(Aug 10): England’s Premier League is rushing to secure TV deals for some of the competition’s biggest Asian markets ahead of the season’s start on Friday, after financial problems at a rights agency threatened to prevent games being shown.
The league may announce agreements hours before the first match kicks off, according to a person familiar with the matter, who asked not to be identified as the details aren’t yet public. That would allow viewers in seven territories to see the early games, featuring teams including Manchester United and Leicester City.
Sports rights agency MP & Silva has held the rights in countries including Japan and South Korea since 2015, selling them on to broadcasters for a profit. A month ago it missed a deadline to pay the Premier League for the coming season, according to two people familiar with the matter.
The league took the rights back at the end of July and has been scrambling to secure direct deals with broadcasters in those countries before the season begins, said the people. The conflict has threatened to disrupt broadcasts and frustrate millions of people in Asian countries who follow the world’s wealthiest soccer league.
It would also put at risk some of the Premier League’s fastest-growing sources of revenue. The competition brings in around 1.3 billion pounds ($1.7 billion) to 1.4 billion pounds a year in global TV deals, which the league passes on to the 20 clubs that own it. Broadcaster BeIN Sports paid $250 million this year for a three-year agreement to show Premier League matches in the smaller Asian markets of Thailand, Cambodia and Laos.
“Our priority is working to ensure agreements are in place so that continued coverage of the Premier League will be available to fans in all the relevant countries,” the league said in an emailed statement.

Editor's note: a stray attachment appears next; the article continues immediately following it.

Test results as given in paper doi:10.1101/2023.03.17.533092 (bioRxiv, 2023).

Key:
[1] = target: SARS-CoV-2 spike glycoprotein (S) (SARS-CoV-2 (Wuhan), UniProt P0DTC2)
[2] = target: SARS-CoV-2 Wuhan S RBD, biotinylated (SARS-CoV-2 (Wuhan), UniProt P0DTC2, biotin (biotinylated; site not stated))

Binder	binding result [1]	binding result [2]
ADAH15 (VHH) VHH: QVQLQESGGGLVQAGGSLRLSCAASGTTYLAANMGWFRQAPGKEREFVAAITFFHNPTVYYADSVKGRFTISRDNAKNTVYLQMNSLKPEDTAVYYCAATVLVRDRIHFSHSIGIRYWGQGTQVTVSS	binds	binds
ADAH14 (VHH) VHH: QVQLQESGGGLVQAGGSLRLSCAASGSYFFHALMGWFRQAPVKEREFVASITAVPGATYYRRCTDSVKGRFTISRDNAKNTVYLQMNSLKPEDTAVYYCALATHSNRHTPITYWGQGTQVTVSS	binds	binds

The league had around 30 contracts with MP & Silva for broadcast rights in overseas territories including Japan, Korea, Vietnam, Taiwan and the Philippines.
MP & Silva was founded by Italian businessmen Riccardo Silva and Andrea Radrizzani in 2004, offering Italian soccer broadcast rights. Its portfolio has included many of the overseas rights to the world’s top soccer leagues alongside Formula 1, tennis and volleyball. They sold most of the company in 2016 to China’s Everbright Securities and internet entertainment company Beijing Baofeng Technology for $1 billion.
Sports industry veteran Seamus O’Brien took over as chief executive of MP & Silva on Jan. 1. It has been struggling since the beginning of the year to make payments for many of its rights, according to people familiar with the situation.
A person with knowledge of London-based MP & Silva said its staff of around 80 people were awaiting direction from the board of directors about where the company goes from here.
MP & Silva’s troubles are not limited to the U.K.
It was also managing international broadcast rights for Italy’s top Serie A league until October last year, when the league signed a new deal with sports producer IMG. In May, the Serie A league file a complaint against MP & Silva in a Milan court, saying the sports rights company owed it 38 million euros ($44 million), a person familiar with the lawsuit said. MP & Silva is defending the claim, said the person close to MP & Silva. A Milan-based representative of the Italian league declined to comment.
The Spanish League has also dissolved some contracts with MP & Silva and signed with other companies instead, according to another person with knowledge of the Spanish league.
“The timing is bad for rights-holders with a new season just around the corner, giving them little time to agree new deals for those starting a new cycle," says Robin Jellis of TV Sports Markets, a specialist digital trade publication.
Since the Chinese deal, MP & Silva founder Radrizzani has gone on to start Eleven Sports, an ambitious buyer of rights that recently acquired Serie A and La Liga rights exclusively in the U.K., taking them from BT Group Plc and Sky Plc, respectively. From next week it will be showing a limited number of Italian and Spanish games free on Facebook in the U.K. as part of a partnership with the digital giant. - Bloomberg